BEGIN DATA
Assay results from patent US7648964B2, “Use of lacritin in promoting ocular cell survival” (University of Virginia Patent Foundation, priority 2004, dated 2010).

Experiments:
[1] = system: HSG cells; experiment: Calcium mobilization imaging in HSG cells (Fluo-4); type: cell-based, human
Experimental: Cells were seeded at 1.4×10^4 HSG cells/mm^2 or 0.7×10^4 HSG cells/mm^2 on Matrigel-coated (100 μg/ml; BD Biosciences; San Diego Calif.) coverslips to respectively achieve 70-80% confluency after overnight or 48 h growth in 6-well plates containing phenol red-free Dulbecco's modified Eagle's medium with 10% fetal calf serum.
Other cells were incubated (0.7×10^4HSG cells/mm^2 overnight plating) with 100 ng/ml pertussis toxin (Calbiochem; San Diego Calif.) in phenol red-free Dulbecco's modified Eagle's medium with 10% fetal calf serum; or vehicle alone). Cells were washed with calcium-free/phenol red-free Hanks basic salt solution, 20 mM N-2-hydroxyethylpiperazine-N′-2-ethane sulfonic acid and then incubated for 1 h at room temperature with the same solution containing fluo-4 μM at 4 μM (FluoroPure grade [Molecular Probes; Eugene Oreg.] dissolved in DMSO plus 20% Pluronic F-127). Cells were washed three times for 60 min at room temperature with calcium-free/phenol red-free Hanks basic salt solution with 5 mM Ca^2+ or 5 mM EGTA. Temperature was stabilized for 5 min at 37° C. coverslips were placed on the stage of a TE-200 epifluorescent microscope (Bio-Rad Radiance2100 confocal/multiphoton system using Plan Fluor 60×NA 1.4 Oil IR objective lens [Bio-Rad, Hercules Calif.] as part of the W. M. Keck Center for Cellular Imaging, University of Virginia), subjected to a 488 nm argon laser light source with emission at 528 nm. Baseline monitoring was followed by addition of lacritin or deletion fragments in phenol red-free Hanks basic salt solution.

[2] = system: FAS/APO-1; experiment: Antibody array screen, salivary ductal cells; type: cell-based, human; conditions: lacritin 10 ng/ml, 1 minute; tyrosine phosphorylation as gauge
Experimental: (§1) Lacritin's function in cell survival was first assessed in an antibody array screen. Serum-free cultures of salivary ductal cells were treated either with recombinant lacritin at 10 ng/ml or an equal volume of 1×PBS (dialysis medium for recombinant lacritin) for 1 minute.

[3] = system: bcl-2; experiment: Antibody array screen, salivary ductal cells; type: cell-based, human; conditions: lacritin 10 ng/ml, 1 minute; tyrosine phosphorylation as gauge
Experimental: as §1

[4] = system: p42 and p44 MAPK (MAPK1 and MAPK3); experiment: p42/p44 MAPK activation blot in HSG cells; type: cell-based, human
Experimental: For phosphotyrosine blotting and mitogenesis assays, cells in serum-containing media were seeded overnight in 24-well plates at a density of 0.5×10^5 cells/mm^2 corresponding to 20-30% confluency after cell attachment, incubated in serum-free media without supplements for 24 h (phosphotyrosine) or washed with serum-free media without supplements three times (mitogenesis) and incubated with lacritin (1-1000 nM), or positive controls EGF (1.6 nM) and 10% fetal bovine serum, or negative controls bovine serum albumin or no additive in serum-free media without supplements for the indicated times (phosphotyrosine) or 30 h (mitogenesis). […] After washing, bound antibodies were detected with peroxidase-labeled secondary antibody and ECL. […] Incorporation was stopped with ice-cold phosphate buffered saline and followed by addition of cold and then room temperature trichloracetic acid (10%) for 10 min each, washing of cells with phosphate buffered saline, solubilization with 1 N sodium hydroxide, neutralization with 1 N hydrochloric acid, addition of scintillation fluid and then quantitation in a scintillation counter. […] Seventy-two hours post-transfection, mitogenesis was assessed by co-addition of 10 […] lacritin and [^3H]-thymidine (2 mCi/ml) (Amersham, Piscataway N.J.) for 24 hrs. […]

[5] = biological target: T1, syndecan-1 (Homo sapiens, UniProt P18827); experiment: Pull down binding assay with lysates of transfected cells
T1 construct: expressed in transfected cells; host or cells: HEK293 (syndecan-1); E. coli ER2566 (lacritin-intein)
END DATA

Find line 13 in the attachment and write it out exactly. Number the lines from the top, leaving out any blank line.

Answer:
T1 construct: expressed in transfected cells; host or cells: HEK293 (syndecan-1); E. coli ER2566 (lacritin-intein)